Stephen King's second novel, "'Salem's Lot, " is the story of a mundane town under siege from the forces of darkness. Considered one of the most terrifying vampire novels ever written, it cunningly probes the shadows of the human heart -- and the insular evils of small-town America.
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Stephen King's second book, 'Salem's Lot (1975)--about the slow takeover of an insular hamlet called Jerusalem's Lot by a vampire patterned after Bram Stoker's Dracula--has two elements that he also uses to good effect in later novels: a small American town, usually in Maine, where people are disconnected from each other, quietly nursing their potential for evil; and a mixed bag of rational, goodhearted people, including a writer, who band together to fight that evil.
Simply taken as a contemporary vampire novel, 'Salem's Lot is great fun to read, and has been very influential in the horror genre. But it's also a sly piece of social commentary. As King said in 1983, "In 'Salem's Lot, the thing that really scared me was not vampires, but the town in the daytime, the town that was empty, knowing that there were things in closets, that there were people tucked under beds, under the concrete pilings of all those trailers. And all the time I was writing that, the Watergate hearings were pouring out of the TV.... Howard Baker kept asking, 'What I want to know is, what did you know and when did you know it?' That line haunts me, it stays in my mind.... During that time I was thinking about secrets, things that have been hidden and were being dragged out into the light." Sounds quite a bit like the idea behind his 1998 novel of a Maine hamlet haunted by unsightly secrets, Bag of Bones. --Fiona WebsterAbout the Author:
Stephen King is the author of more than fifty books, all of them worldwide bestsellers. His recent novel 11/22/63 was named a top ten book of 2011 by The New York Times Book Review and won the Los Angeles Times Prize. He is the recipient of the 2003 National Book Foundation Medal for Distinguished Contribution to American Letters. He lives in Bangor, Maine, with his wife, novelist Tabitha King.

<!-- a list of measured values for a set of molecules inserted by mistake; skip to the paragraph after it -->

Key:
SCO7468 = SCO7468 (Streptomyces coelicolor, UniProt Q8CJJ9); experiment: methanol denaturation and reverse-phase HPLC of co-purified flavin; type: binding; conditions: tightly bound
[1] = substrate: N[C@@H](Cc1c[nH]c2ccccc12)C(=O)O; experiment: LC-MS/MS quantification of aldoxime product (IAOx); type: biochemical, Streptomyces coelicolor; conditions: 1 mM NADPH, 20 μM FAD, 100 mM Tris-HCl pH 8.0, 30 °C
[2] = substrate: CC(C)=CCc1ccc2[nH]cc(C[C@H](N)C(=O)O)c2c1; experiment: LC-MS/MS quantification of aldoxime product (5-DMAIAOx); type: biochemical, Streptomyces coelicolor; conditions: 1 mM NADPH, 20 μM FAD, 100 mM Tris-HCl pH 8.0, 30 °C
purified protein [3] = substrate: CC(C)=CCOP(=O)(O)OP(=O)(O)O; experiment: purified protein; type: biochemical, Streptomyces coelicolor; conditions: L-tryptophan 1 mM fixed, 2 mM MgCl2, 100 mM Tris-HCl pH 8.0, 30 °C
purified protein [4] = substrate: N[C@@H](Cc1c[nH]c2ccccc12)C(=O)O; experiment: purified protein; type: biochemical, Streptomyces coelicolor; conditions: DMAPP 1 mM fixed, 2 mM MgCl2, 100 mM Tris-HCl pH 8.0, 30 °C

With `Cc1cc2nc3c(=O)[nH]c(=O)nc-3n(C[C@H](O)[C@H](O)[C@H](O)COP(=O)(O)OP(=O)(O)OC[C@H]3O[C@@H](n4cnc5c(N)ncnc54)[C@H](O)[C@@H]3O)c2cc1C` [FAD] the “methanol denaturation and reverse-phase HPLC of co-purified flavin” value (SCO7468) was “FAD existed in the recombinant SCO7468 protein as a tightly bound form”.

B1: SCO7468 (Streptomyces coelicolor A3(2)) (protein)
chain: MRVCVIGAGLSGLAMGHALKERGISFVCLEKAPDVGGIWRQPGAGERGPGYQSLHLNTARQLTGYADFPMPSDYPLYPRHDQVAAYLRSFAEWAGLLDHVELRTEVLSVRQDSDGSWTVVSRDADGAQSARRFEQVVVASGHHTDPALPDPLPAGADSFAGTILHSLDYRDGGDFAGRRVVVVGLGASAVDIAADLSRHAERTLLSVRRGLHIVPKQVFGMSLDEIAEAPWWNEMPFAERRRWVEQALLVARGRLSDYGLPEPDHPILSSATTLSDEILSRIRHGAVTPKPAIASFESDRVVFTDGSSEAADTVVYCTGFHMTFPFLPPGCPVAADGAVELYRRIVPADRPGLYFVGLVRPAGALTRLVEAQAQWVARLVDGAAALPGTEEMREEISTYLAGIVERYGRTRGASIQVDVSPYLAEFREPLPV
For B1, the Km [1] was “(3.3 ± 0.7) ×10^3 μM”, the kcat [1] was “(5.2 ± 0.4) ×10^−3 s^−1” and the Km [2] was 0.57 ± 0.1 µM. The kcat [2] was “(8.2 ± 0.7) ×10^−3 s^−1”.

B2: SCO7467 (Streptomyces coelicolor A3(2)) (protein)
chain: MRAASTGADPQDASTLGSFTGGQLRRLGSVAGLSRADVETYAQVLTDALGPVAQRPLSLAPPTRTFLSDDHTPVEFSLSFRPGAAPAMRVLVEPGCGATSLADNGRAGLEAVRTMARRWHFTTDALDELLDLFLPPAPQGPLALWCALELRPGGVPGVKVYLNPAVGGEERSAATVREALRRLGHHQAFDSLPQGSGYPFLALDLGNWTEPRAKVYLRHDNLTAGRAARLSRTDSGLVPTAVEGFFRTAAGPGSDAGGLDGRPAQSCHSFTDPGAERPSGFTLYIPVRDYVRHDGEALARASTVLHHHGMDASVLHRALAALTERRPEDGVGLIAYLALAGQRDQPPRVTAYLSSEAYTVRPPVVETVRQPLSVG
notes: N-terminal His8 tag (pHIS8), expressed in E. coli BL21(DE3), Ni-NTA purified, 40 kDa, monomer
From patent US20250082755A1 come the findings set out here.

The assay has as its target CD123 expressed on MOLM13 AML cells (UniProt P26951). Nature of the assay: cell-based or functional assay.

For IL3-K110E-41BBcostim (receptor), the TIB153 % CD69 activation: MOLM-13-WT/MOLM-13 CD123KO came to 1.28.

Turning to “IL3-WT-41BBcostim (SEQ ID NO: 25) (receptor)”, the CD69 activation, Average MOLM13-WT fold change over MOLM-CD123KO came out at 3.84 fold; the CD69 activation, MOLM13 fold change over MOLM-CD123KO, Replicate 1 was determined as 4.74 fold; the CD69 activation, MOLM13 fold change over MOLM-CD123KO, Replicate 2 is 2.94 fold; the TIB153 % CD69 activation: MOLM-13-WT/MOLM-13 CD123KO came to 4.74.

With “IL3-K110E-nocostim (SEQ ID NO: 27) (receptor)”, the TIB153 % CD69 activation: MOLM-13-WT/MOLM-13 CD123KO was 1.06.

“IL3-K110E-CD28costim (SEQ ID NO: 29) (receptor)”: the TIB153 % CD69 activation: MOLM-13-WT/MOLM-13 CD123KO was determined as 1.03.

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Book Description Pocket Books, 1999. Mass Market Paperback. Book Condition: New. Bookseller Inventory # DADAX0671039741
Book Description Pocket Books, 1999. Mass Market Paperback. Book Condition: New. book. Bookseller Inventory # 0671039741
Book Description Pocket Books. MASS MARKET PAPERBACK. Book Condition: New. 0671039741 We guarantee all of our items - customer service and satisfaction are our top priorities. Please allow 4 - 14 business days for Standard shipping, within the US. Bookseller Inventory # TM-0671039741
Book Description Pocket Books, 1999. Book Condition: New. Brand New, Unread Copy in Perfect Condition. A+ Customer Service! Summary: This repackaged edition of one of King's early classics revolves around the town of Jerusalem's Lot, a town that knows darkness--the heavy silence of terrifying images dancing in and out of the shadows; the stark white faces, huge empty eyes, and long gnarled hands that reach out with lustful insistence; and the paralyzing fear of a hideous peril more dreadful than death. Bookseller Inventory # ABE_book_new_0671039741
Book Description Pocket Books, 1999. Mass Market Paperback. Book Condition: New. Bookseller Inventory # P110671039741
Book Description Pocket Books first printing of the first edition for pocket books, (November 1, 1999), 1999. Soft cover. Book Condition: New. No Jacket. Lisa Litwack (illustrator). 1st Edition. This Edition is for the true collectors of first editions FIRST POCKET BOOK PRINTING UNREAD Mass Market Paperback: 656 pages Publisher: Pocket Books (November 1, 1999) Language: English ISBN-10: 0671039741 ISBN-13: 978-0671039745 Product Dimensions: 6.8 x 4.2 x 1.4 inches Shipping Weight: 11.4 ounces Average Customer Review: 4.5 out of 5 stars See all reviews (1,421 customer reviews). Bookseller Inventory # 597